Episode 8

This one is interesting, doing something neither CD nor most adapters have really done: confronted the economics of being Holmes. In this case, Sherlock is a trust fund kid, still living in the old man’s block of apartments in his late 30s. This is probably the most realistic approach, and chimes in with the original idea of the detective in literature, predating CD:

‘Do you then propose, dear boy, that we should turn detectives?’ inquired Challoner.

‘Do I propose it?  No, sir,’ cried Somerset.  ‘It is reason, destiny, the plain face of the world, that commands and imposes it.  Here all our merits tell; our manners, habit of the world, powers of conversation, vast stores of unconnected knowledge, all that we are and have builds up the character of the complete detective.  It is, in short, the only profession for a gentleman. (R.L. Stevenson, The Dynamiter)

The detective is above all things a man of leisure, a man of means, who doesn’t need to earn a living, so can demand of life the type of work which is the most intrinsically engaging. He has escaped the cash nexus, as Carlyle says, the irony being that to do so one must have plenty of funds.

Also being brought up again in episode 8 is the pull of London. This isn’t something I’ve thought about much, geocriticism being not really my area, but it’s definitely an issue in Elementary. In this episode, Sherlock says New York is “American London”, so he doesn’t need the original London, but it’s interesting that such a justification is even needed, and the possibility of a return to London is mooted and remains at episode end. Some of CD’s most famous Holmes stories take place outside of London: Hound, obviously, “The Speckled Band”, “The Copper Beeches” and many others. But Elementary seems to very rarely leave the urban, and is haunted by London as the one truly canonical setting for a Holmes story.

 Episode 9

Watson is growing increasingly competent, and not just that, but increasingly assertive. She dictates the terms of the investigation to Holmes in this episode, and he accepts it. I’m finding it hard to wholly endorse this egalitarian dynamic. On another note, there are echoes of Sherlock again (“His Last Vow”), in that Holmes comes across a criminal so devious and so elusive that he has to go over to the dark side: in this case, he decides to frame him. But he doesn’t have to in the end.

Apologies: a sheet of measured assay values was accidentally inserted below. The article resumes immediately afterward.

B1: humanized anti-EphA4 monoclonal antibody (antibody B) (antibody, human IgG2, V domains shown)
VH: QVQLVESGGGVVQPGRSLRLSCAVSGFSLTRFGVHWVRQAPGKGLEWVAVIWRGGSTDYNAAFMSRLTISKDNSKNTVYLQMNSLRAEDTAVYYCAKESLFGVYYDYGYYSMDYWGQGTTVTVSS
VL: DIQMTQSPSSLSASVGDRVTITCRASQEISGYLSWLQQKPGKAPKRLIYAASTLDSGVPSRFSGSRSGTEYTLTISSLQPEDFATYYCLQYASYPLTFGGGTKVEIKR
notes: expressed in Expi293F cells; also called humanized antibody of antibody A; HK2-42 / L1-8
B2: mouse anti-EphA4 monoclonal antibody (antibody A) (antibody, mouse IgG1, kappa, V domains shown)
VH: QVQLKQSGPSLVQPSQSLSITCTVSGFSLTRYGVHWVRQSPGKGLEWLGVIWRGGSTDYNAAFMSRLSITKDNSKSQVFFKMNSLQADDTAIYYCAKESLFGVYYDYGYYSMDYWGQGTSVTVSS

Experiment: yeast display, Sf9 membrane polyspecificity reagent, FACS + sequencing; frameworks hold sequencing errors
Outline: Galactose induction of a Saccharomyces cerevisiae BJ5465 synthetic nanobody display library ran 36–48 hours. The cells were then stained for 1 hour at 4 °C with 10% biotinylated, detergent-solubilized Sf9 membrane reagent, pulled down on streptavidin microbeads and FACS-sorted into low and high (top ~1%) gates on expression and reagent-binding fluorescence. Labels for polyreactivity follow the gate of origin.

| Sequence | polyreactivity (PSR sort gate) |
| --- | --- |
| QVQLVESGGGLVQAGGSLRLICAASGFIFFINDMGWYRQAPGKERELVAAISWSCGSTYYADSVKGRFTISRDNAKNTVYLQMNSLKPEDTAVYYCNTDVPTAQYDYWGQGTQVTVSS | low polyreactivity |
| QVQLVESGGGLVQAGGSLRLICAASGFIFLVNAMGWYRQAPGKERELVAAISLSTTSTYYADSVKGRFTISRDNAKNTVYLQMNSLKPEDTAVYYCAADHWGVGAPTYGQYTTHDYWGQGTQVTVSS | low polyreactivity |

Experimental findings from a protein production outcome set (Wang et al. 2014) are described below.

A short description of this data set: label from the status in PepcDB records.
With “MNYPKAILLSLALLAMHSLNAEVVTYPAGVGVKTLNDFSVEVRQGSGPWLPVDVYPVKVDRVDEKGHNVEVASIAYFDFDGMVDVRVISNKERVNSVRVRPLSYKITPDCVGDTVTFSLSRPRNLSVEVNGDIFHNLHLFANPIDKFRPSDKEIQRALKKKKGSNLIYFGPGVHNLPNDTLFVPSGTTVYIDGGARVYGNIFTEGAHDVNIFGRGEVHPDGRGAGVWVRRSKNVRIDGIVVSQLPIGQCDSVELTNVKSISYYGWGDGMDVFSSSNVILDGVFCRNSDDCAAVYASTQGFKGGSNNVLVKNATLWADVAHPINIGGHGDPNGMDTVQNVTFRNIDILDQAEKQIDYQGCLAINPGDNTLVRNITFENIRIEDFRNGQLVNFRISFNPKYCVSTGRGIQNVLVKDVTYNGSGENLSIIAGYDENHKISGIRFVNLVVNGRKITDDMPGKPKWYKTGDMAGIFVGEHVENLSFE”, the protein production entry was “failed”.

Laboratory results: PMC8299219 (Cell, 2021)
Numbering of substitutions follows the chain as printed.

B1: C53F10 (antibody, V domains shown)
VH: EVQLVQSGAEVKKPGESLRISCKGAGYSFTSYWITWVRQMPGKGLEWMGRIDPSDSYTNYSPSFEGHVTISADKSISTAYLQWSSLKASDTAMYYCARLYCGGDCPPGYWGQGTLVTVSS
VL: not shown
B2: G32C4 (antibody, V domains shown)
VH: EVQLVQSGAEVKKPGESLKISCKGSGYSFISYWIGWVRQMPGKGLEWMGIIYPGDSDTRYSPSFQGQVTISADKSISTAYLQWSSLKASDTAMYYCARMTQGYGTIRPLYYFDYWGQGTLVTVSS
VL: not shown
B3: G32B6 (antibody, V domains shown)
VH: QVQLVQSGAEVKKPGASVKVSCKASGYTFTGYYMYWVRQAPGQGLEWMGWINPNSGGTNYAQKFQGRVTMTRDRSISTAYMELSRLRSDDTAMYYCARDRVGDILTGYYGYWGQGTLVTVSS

More blarney about whether Sherlock has “changed” since meeting Watson: she says yes, he says no. Things get a bit tense.

Episode 12

Well, well, well, if it isn’t Moriarty. Back again. It’s odd to think that Moriarty was only in one Holmes story in the original canon. One, out of 56 stories and 4 novels. And as a blatant contrivance to suit Doyle’s purpose of killing off Holmes, at that. All the stuff about Moriarty being a spider at the centre of the web of London criminality was just invented for this story, and doesn’t appear in any of the others. (Though he is reintroduced for the late novel The Valley of Fear, where he is only talked about and never appears). Despite his marginality to the canon, adaptations always make him central, expanding on the spider-in-the-web claims and building them into overarching plots. I find Moriarty an unnecessary addition to Holmes stories. The idea that the evil Holmes fights is embodied in one single person is the sort of non-analytical reductionism that detracts from the purely rational conception of the character – everything can be read by Holmes, but needs to be read on its own account, as a unique set of circumstances. Bringing in Moriarty is too easy, and fundamentally melodramatic.

So, halfway through the series, I cease my binge, to be picked up at a later date. Elementary remains above the norm, in my opinion. The plots stretch credulity a bit, but they don’t have the really thoughtless dumbness of some Sherlock episodes; it also keeps the mystery element foregrounded a lot better than Sherlock – sure, it’s far more conscious of character exposition than Doyle, but it does it least keep a strong detecting framework to every episode, thus retaining the centrality of work to SH’s being, which to me is important in all good Holmes adaptations. Holmes needs to be about the work, that’s what marks him out. I like Lucy Liu’s Watson, too, though I would like to see a bit more differentiation in her methodology/competence as a detective compared to Sherlock’s. I like the imbalance in their relationship, the opposites-attract element, and don’t want to see it turning into a run-of-the-mill working partnership.